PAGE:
This is where the original developers of the software cease further development or support, usually to move onto other projects, or sometimes due to a change of employment or other personal circumstances. Whatever the reason for it, the software that was once a key part of your infrastructure ceases to be updated, and over time its going to be less and less viable.
However, with Open Source there is sometimes the potential to “reboot” a software project even when the original developers have moved onto other things.
Unfortunately, the developer of HtmlCleaner, Vladimir Nikic, had moved onto working on other things, and the last release of the library was in 2010. Then recently we came across a bug in HtmlCleaner that was affecting Apache Wookie.
After some Googling I found that others had come across the same problem, and had forked the project to apply their own fixes. Which didn’t really solve the problem, as you then have to ask yourself which of the forks are viable and up to date, and also run the risk of fragmenting the community. Wouldn’t it be better if we could get those interested enough to make a fork, to take an active role in the core project?
HtmlCleaner already has a large user community, and the project regularly receives new patches and feature requests; all that was missing at a minimum was someone available to thank users for their contributions, review and apply patches, and manage the releases.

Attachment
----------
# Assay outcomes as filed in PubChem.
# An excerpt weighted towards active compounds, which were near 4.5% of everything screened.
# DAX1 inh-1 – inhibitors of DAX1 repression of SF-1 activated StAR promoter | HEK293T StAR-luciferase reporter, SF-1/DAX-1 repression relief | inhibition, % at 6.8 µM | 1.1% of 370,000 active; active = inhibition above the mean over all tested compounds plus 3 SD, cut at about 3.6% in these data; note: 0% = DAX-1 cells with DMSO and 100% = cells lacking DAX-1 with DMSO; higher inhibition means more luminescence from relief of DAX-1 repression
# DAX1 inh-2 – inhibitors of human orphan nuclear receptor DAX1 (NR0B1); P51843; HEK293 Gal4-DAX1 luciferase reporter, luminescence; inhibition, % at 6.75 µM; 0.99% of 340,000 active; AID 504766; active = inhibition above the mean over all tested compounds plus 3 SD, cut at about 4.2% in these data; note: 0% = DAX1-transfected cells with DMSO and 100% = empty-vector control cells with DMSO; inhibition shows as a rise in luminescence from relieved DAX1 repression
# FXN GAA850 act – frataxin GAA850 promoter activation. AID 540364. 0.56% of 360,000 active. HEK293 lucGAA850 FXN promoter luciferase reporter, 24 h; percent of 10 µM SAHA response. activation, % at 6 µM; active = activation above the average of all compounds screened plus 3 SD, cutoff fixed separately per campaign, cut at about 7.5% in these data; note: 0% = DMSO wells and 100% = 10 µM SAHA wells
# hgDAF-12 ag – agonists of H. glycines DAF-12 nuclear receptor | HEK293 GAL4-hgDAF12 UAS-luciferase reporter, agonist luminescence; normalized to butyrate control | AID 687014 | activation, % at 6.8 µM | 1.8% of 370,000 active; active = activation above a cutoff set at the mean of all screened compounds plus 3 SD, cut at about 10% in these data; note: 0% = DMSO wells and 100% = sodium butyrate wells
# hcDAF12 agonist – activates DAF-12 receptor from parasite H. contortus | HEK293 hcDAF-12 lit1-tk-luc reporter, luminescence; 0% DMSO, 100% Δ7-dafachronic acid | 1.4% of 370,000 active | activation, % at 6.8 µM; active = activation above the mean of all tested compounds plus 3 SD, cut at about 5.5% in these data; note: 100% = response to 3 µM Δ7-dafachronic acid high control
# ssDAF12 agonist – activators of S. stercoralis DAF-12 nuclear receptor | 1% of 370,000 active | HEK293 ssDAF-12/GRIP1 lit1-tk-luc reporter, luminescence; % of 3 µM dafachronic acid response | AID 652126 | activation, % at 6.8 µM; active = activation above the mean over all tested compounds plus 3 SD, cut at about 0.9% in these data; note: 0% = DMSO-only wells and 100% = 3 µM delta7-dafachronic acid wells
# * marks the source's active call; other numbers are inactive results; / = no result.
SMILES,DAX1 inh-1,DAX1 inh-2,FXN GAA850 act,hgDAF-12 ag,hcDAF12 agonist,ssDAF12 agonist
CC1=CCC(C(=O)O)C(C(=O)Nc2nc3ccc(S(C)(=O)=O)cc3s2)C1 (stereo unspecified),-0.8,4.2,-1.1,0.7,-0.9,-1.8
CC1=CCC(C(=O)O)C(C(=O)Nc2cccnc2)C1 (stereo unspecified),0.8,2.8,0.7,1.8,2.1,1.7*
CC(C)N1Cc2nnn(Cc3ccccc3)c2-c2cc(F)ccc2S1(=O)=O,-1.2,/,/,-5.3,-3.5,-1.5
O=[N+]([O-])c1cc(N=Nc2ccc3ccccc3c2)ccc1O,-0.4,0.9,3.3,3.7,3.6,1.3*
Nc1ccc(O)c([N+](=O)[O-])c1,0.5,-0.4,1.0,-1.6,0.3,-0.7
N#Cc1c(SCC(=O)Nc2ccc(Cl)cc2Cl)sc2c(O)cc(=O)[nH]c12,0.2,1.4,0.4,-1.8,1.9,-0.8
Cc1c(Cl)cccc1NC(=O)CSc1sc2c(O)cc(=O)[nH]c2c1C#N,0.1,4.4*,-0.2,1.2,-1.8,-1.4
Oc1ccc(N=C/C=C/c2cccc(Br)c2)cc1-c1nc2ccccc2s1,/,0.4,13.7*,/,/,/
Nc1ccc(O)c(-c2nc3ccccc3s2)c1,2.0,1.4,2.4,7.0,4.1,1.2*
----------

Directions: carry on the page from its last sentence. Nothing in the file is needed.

I got in touch with Vladimir, and Patrick Moore, creator of one of the forks, and we agreed to “reboot” the HtmlCleaner project, with Patrick and I getting maintainer access.
I applied a user-contributed patch to fix the bug that was vexing Apache Wookie users, and released HtmlCleaner 2.2.1. Patrick is merging back in the various fixes and improvements that he’d made to their fork, to be released as 2.4. After a gap of two years, HtmlCleaner is back in business!
Of course, in another year or two perhaps both Patrick and I will have moved onto other things too. But if we do, hopefully like Vladimir we’ll be able to hand over to new developers coming from within the community.
Some open source foundations and umbrella projects list dormant projects that can be rebooted; for example, the Apache Attic is where Apache projects head when they are no longer active, and there are processes for allowing a new project team to restart activity, either by moving the project back into the incubator, creating a fork, or forming a new project management committee.
If projects have been dormant for too long, technologies and frameworks may have moved on so far that reviving them is not a viable option, but in some cases there can be mileage in reviving one of these projects rather than starting from scratch, particularly if there is still a user community to draw upon.
(image by _bianconero licensed under CC-BY)